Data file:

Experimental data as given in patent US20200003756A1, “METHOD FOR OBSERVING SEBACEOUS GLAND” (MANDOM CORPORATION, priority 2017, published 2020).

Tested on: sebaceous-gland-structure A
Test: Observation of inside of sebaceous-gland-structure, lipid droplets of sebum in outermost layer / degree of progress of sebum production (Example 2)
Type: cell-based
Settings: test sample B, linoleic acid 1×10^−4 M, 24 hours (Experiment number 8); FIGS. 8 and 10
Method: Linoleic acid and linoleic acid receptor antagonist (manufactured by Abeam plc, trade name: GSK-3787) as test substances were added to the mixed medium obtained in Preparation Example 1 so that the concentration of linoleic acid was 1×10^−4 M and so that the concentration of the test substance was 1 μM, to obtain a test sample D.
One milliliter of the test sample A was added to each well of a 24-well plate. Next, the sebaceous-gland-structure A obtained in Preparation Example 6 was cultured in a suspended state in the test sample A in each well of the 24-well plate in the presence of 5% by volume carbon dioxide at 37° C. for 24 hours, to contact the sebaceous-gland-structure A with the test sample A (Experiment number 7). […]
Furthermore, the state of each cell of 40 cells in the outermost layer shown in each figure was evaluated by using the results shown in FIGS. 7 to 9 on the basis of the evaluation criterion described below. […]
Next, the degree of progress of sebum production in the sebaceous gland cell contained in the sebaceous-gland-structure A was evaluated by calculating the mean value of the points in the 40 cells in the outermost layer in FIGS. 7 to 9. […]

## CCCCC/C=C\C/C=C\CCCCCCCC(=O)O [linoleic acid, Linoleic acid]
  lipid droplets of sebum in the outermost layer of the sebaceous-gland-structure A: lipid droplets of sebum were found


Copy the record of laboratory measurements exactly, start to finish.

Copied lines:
Experimental data as given in patent US20200003756A1, “METHOD FOR OBSERVING SEBACEOUS GLAND” (MANDOM CORPORATION, priority 2017, published 2020).

Tested on: sebaceous-gland-structure A
Test: Observation of inside of sebaceous-gland-structure, lipid droplets of sebum in outermost layer / degree of progress of sebum production (Example 2)
Type: cell-based
Settings: test sample B, linoleic acid 1×10^−4 M, 24 hours (Experiment number 8); FIGS. 8 and 10
Method: Linoleic acid and linoleic acid receptor antagonist (manufactured by Abeam plc, trade name: GSK-3787) as test substances were added to the mixed medium obtained in Preparation Example 1 so that the concentration of linoleic acid was 1×10^−4 M and so that the concentration of the test substance was 1 μM, to obtain a test sample D.
One milliliter of the test sample A was added to each well of a 24-well plate. Next, the sebaceous-gland-structure A obtained in Preparation Example 6 was cultured in a suspended state in the test sample A in each well of the 24-well plate in the presence of 5% by volume carbon dioxide at 37° C. for 24 hours, to contact the sebaceous-gland-structure A with the test sample A (Experiment number 7). […]
Furthermore, the state of each cell of 40 cells in the outermost layer shown in each figure was evaluated by using the results shown in FIGS. 7 to 9 on the basis of the evaluation criterion described below. […]
Next, the degree of progress of sebum production in the sebaceous gland cell contained in the sebaceous-gland-structure A was evaluated by calculating the mean value of the points in the 40 cells in the outermost layer in FIGS. 7 to 9. […]

## CCCCC/C=C\C/C=C\CCCCCCCC(=O)O [linoleic acid, Linoleic acid]
  lipid droplets of sebum in the outermost layer of the sebaceous-gland-structure A: lipid droplets of sebum were found